We’ve heard countless similar stories while sharing When You Wonder, You’re Learning with parents and teachers around the world. And we’ve heard them in our hometown of Pittsburgh, where Fred was our real-life neighbor. (There’s even a holiday here that celebrates Fred’s kindness — a holiday that ought to be national!)

Fred was the real deal, as kind in real life as he was on television. The Fred we saw on screen was not an act, but a practice. He led by example, helping his neighbors do the same. He showed the world that “each and every one of us can be as caring, kind, and influential in children’s lives as he was,” wrote his equally kind wife, Joanne, in the foreword to our book. Every last one of us can be a helper.

How to Help in YOUR Neighborhood

What might it look like to follow in Fred’s footsteps in our own lives and our own homes? And how might we raise kind children, remembering — as Fred did — that attitudes are caught, not taught?

With the holidays fast approaching, it’s a great time to wonder how we might serve others. Maybe there’s a food pantry where you and your family might help. Maybe an elderly neighbor needs help clearing some leaves. Or maybe, in this season of giving, you decide to give gifts a bit differently. Each year on their birthdays, for example, Gregg’s daughters get lots of presents, from which they choose just a small number to keep. They take the rest to Beverly’s Birthdays, a nonprofit organization that arranges birthday parties for kids experiencing homelessness. 

Whatever you do, it doesn’t have to be big. In fact, it’s better if it’s not big — if your helping, like Fred’s, happens in small moments and in all-but-invisible ways. 

“It’s tempting to think ‘a little’ isn’t significant and that only ‘a lot’ matters,” he once said. “But most things that are important in life start very small and change very slowly, and they don’t come with fanfare and bright lights.”

In a time when the brightest lights seem to shine on what matters least, it’s hard to imagine a more important lesson for young helpers. (And for us grown ones, too.)

Los materiales para la vuelta al cole más importantes de este año: Las máscaras y las habilidades para resolver problemas

Jodie's son

Mi hijo de seis años empezó el primer grado este mes en una escuela nueva, sin ninguna cara conocida a la vista. El primer día, le preguntó a su compañera de pupitre si quería que fueran amigos. Ella respondió encogiendo los hombros y diciéndole que lo pensaría.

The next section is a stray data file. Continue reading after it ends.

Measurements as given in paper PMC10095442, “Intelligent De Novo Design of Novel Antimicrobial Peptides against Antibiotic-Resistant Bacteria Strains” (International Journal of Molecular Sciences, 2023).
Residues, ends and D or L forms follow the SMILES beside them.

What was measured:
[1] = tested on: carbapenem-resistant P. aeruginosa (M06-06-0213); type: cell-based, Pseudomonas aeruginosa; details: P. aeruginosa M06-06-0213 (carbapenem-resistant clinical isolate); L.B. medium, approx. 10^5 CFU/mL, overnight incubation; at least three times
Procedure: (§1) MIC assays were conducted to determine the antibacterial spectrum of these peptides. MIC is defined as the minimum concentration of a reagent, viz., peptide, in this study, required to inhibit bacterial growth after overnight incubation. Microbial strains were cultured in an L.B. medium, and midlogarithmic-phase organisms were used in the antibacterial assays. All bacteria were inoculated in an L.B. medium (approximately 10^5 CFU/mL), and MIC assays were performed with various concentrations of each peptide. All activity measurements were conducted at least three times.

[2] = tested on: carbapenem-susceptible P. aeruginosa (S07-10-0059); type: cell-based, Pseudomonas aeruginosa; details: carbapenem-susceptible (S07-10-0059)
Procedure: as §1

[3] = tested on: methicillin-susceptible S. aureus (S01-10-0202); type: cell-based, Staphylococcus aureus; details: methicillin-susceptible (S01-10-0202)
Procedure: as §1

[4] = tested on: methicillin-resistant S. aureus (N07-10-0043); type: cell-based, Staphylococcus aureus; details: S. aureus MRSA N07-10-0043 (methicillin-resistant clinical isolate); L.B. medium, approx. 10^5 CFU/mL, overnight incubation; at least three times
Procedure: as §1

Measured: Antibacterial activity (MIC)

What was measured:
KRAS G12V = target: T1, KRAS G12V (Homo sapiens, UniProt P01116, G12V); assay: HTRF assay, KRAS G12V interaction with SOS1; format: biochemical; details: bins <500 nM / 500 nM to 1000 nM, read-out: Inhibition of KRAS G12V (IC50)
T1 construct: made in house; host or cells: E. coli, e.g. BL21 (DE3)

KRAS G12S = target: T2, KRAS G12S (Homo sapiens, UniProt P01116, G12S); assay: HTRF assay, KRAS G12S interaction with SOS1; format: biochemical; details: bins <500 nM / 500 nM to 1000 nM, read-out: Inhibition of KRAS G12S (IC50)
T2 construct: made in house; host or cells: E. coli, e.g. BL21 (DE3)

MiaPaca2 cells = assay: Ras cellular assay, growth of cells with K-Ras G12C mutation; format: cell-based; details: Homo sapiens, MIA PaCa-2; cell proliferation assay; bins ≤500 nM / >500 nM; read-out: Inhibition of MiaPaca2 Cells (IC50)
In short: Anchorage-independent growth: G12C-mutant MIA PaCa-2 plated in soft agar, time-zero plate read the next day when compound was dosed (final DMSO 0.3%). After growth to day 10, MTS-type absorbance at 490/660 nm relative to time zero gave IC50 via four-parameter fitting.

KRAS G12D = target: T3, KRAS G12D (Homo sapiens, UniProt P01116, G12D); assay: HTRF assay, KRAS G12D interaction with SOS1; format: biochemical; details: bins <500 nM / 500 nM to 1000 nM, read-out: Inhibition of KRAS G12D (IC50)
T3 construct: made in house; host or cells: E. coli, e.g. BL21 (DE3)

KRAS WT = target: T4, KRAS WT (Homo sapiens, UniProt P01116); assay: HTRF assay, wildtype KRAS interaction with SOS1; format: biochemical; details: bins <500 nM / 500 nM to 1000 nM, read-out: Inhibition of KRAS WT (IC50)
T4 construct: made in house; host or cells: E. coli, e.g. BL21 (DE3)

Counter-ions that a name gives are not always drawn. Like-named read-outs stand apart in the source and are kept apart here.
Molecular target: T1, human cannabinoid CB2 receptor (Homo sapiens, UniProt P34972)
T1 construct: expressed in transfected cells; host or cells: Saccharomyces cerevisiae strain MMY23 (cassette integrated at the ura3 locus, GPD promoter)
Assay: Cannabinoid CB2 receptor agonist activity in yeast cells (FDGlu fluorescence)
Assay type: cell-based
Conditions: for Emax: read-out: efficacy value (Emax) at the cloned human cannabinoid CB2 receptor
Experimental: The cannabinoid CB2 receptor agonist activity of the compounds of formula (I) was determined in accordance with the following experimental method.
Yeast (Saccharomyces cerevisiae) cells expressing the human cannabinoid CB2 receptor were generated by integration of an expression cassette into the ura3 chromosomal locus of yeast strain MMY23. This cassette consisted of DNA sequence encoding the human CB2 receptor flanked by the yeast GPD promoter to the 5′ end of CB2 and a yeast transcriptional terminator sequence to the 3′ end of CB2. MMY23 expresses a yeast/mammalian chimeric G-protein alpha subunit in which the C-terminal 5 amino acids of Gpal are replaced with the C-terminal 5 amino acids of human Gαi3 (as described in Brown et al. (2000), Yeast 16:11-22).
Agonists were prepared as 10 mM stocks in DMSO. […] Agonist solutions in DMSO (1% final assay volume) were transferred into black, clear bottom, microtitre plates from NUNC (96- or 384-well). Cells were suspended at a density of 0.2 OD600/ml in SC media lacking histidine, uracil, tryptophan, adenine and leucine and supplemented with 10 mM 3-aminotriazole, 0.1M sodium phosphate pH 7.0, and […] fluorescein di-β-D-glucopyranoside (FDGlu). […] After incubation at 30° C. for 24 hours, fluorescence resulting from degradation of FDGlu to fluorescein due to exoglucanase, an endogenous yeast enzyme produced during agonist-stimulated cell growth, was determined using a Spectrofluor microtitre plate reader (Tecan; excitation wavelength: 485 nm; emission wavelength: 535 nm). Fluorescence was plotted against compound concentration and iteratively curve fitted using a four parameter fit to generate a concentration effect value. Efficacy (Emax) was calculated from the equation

Al día siguiente, su respuesta fue no. 


Mi sangre de mamá-oso hirvió cuando me contó su decisión, pero su carita pecosa permaneció relativamente tranquila y natural. No parecía enfadado: más bien estaba inseguro de qué debía hacer ahora.

A medida que nuestros hijos comienzan un nuevo año escolar, muchos de ellos de vuelta a las aulas después de una larga pausa causada por el Covid, me uno a muchos padres que están ayudando a nuestros hijos a resolver problemas sociales. 

Las preocupaciones de padres con la vuelta al cole

Un nuevo estudio realizado por Bright by Text y Big Heart World con casi 450 padres de niños de entre 2 y 8 años de edad, reveló que:

  • El 75% de los padres afirman estar preocupados por el aprendizaje socio-emocional de sus hijos. 
  • Los padres están más preocupados por el desarrollo socio-emocional que por el aprendizaje académico.
  • Sólo el 31% de los padres declaró sentirse “muy seguro” de poder ayudar a sus hijos a desarrollar sus habilidades socioemocionales. 

Con tantas cosas que están fuera de nuestro control en este momento (el 95% de los padres encuestados siguen preocupados por la posibilidad de que sus hijos se contagien de COVID), todavía hay formas de ayudar a nuestros hijos a volver a salir a la calle con confianza. 

Tres estrategias para ayudar a nuestros hijos a resolver problemas

Aquí hay tres estrategias para ayudar a tu hijo a resolver problemas sociales: 

  1. Devuelvele las preguntas. Cuando mi hijo de primer grado me preguntó qué creía que debía hacer para hacer amigos, mis otros hijos se lanzaron a hacer sugerencias. “Pasar tiempo en las barras durante el recreo”, sugirió mi hijo de tercer grado. “Allí seguro que haces amigos”. Mi hijo de cuatro años preguntó si podía ir a primer grado y ser amigo de su hermano mayor. (Qué bien, pero pues, no es posible). Le devolví la pregunta original a quien la hizo: “¿Qué crees TÚ que deberías hacer?”. Y, con sólo unos minutos de reflexión, se le ocurrieron algunas ideas geniales para hacer nuevos amigos y también para llevarse bien con la compañera no tan interesada. Por supuesto, a veces nuestros hijos necesitarán que les ayudemos a resolver problemas, pero otras veces sólo necesitan saber que creemos que ellos tienen las respuestas.